Chipmaker Nvidia has agreed to buy Arm Holdings, a designer of chips for mobile phones, from SoftBank in a deal worth $40 billion, the companies announced Sunday. The deal will include $21.5 billion in Nvidia stock and $12 billion in cash, including $2 billion payable at signing.
SoftBank acquired Arm in 2016 for $31.4 billion in 2016 in one of its largest acquisitions ever. Arm is best known as the designer of an architecture used in chips in most mobile phones, including the Qualcomm chips used in most Android phones, as well as Apple's iPhone. Apple is also planning to shift its Mac computers from Intel chips to an Arm-based design.
Nvidia said it expects the deal to take about a year to close.
Nvidia, whose chips are widely used to support graphics and artificial intelligence applications, including for self-driving vehicles, pledged that it would "continue Arm's open-licensing model and customer neutrality." Arm's operations will remain in the United Kingdom.
"This combination makes financial sense, and it's a great deal for SoftBank and us," Nvidia CEO Jensen Huang said in a press call Monday.
SoftBank bought Arm as an investment in the so-called Internet of Things -- the idea that wireless connectivity among everyday items such as refrigerators, cars and other devices would lead to useful new scenarios.
At the time, SoftBank Chairman Masayoshi Son told reporters, "This is a company I always admired for the last 10 years...This is the company I wanted to make part of SoftBank. I am so happy."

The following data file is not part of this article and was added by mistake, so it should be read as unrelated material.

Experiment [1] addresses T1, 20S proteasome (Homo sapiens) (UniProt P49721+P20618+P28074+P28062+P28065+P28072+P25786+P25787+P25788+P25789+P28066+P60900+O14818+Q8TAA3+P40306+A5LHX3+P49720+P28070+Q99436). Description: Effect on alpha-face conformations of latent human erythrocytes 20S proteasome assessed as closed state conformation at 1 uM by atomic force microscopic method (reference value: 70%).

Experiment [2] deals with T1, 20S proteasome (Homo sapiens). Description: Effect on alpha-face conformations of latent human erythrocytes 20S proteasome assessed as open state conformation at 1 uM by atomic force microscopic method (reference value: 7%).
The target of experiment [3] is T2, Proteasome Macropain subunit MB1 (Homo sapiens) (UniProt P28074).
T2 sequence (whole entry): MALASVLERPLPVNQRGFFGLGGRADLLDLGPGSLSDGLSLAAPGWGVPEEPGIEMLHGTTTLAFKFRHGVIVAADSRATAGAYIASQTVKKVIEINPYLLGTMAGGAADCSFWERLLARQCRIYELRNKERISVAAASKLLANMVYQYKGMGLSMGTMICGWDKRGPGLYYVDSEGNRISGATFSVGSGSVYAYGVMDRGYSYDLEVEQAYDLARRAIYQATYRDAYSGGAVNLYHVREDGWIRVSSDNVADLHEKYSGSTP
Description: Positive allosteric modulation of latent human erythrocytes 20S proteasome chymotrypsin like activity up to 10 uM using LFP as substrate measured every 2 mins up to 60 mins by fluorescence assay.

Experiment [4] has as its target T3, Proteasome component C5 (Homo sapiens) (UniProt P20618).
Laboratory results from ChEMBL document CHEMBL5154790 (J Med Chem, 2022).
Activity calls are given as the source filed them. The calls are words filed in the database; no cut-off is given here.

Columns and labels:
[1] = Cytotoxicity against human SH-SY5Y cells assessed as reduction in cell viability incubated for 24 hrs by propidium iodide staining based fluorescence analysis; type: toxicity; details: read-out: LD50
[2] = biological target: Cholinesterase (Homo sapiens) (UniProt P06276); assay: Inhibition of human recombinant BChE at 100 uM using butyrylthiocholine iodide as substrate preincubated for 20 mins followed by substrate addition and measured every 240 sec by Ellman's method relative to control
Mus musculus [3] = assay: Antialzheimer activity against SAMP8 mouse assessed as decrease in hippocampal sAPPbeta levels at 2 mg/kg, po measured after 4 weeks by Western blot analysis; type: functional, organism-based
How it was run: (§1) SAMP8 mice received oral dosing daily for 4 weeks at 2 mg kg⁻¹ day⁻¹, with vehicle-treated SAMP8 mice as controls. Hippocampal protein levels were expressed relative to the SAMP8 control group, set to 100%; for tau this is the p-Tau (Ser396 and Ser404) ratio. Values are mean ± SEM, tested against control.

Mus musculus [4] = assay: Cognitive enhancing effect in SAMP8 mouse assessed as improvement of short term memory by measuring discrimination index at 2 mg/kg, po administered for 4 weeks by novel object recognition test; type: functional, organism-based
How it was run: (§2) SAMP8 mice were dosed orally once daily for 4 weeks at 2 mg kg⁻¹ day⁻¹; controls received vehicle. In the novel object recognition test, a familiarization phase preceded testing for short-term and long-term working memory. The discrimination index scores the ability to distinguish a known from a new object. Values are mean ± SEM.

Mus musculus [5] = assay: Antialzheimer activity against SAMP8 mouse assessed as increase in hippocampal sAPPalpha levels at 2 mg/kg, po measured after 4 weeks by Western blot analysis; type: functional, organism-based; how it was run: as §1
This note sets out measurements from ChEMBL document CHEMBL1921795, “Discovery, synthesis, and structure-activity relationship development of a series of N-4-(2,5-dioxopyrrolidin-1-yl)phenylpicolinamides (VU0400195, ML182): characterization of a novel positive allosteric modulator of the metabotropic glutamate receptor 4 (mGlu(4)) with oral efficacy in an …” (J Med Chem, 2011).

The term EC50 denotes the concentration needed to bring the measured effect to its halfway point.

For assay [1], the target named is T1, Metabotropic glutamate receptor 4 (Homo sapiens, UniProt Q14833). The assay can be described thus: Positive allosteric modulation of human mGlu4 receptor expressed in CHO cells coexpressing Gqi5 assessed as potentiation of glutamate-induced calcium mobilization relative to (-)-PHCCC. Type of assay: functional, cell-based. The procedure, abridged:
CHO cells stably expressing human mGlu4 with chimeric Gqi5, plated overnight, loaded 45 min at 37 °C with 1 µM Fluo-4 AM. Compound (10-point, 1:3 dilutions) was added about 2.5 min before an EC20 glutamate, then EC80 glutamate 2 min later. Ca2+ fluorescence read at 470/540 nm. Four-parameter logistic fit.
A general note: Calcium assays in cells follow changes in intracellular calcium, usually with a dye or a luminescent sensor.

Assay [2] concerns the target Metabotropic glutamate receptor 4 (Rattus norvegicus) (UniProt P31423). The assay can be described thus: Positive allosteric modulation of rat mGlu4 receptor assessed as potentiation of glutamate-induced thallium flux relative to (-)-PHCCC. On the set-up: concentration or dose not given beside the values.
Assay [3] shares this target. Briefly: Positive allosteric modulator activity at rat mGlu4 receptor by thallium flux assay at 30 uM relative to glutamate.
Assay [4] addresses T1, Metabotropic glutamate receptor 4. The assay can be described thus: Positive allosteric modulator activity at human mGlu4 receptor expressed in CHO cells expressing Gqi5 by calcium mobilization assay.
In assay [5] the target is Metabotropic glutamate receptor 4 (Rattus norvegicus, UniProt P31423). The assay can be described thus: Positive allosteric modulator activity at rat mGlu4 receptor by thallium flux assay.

However, SoftBank's finances have deteriorated this year as the company has lost money on investments in companies like WeWork and Uber. More recently, the company's shares lost value as it was reported that it had taken some large stakes in tech giants, which have suffered a loss in stock market value in early September. It's unclear how much money SoftBank will actually make on the sale, since it has likely invested a lot in Arm since the acquisition.
The company is also looking for cash to help start-ups it invested in through its Vision Fund, many of which have struggled during the coronavirus pandemic and subsequent lockdowns. Earlier this summer it announced it would sell up to $21 billion of its stake in T-Mobile.
Meanwhile, Nvidia is on an absolute tear, thanks in part to a boom in video games due to the pandemic. This week, it will launch a new graphics card for PCs that shows promising performance for PC gamers. The company projected about 46% growth in revenue for the third quarter in its last earnings report.